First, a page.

I doubt Marquis follows his own questionable advice. Buying raw land anywhere is for seasoned professionals. I have a piece of 40 acres in the Bakersfield city limits. Been worthless for ten years after being worth $15m in 2006. I lost money in land in Palm Desert, too.
Buy a house first then think about income property.
Raw land is for investors with deep pockets and long time horizons.

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Inheritance is considered separate property and not community property. If you buy a primary home with inherited money, you can giving your spouse a $250k gift. Make sure that she appreciates your gift.

Let’s assume you got a $500k windfall and you do own a primary home.

Where would people invest right now? Stock market has been running for awhile. Housing has slowed.

Not anywhere near civilization in SFBA for homes. Possibly a shack on a Santa Cruz mtn hillside lot with no utility service. In south Bay, one can get an entry level condo. Oakland C class neighborhoods start at that price and get lower in D class.

Stockton, one still can purchase a home while supplies last.
Possible a C class SFH neighborhood in Sacramento blue collar neighborhood.

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I hear you on long term ownership. If you are planning on holding for the long term then the small dips don’t account for much. Long haul!

Yeah that’s what I’m also wondering. Let’s say you’ve got the house covered. Where else would you dump your money? Long term low cost index funds?

I guess the default would be to average into low cost funds. And that would be fine — especially if you have a 15 year time horizon.

But the way I’d structure it is I’d take 20% and put it in a few high-risk assets like Bitcoin several years ago.

I wonder what others would do with a 15 year time horizon.

I am in similar situation,recently sold a home, paying down part of my other high rate loan, refinancing to lower rates now.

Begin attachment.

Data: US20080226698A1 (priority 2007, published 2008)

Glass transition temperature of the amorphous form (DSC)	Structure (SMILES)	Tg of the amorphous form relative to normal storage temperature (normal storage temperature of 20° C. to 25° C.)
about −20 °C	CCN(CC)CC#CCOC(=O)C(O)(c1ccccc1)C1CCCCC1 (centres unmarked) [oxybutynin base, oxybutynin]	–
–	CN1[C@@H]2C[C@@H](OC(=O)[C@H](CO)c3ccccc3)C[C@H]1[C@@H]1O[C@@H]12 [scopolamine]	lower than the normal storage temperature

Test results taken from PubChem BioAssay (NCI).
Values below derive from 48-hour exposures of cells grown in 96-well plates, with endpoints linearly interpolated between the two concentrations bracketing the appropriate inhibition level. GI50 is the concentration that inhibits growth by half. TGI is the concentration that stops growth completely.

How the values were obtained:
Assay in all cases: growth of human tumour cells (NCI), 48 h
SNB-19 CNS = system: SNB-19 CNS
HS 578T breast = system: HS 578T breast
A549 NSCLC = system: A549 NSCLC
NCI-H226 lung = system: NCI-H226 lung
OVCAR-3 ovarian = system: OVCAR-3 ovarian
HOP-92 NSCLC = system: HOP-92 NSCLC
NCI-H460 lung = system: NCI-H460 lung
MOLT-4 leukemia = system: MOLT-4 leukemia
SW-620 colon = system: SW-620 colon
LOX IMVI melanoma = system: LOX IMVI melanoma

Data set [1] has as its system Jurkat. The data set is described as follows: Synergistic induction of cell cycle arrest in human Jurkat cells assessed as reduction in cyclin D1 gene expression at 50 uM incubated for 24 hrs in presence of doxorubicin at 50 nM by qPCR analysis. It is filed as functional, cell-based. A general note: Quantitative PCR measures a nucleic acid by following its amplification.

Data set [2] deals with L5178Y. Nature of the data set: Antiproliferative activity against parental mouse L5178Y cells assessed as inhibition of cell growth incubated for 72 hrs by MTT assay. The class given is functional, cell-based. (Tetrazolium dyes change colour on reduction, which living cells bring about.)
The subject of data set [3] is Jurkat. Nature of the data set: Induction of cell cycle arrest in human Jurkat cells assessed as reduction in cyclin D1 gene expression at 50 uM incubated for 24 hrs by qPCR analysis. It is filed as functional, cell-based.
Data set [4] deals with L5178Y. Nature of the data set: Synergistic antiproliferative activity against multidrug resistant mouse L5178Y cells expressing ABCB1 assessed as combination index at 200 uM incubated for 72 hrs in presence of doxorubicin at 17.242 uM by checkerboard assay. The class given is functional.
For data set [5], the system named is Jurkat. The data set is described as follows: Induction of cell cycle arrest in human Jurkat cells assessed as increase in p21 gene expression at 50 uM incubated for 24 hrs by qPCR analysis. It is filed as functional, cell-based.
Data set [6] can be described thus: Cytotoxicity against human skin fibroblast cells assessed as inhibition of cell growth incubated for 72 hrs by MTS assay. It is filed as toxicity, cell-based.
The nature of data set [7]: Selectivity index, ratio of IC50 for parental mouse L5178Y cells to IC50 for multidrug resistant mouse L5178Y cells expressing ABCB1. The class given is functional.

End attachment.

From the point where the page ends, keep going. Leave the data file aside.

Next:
But have some more balance to invest further.

I made good amount of money from real estate, but now moving out of it as the hassles are not worth the return and liquidity issue. Decided not to invest in real estate.

Since I am comfortable with stocks/etfs, I do swing trading and also wherever possible investing (holding long).

Following is mandatory, read daily one hour for analysis (not the hyped cnbc,cnn,msnbc…etc) and do some homework during weekends.

Most of the above news agencies write positive story when market goes up and negative story when stocks coming down They are following market, but not really doing any service to individual investors.

Some reliable, but yet individual needs to filter, news are from wall street journal or financial times, or barrons (all these 3 are paid service). To some extend, you can also depend on Bloomberg (they are not 100% right, but write some speculative news and mislead).

Read one and only book (easy) intelligent investor, no need to buy/read any other book except (hard) Margin of Safety (only when you are comfortable with intelligent investor).

My number one suggestion, whatever best stock it may be, do not buy when RSI is above 50. Do not buy Fear of Missing out, you will get your chance soon when Market dips.

Start with simple ETFs like VOO (if you are comfortable with stocks/etfs)

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Get your home in the Bay Area, or make an exit plan. If you can’t stomach the exit plan, buy the home. Things are “down” right now, so a “good” time to buy.

I would also make sure I had a minimum of a 1 year safety fund (CD) after buying the house…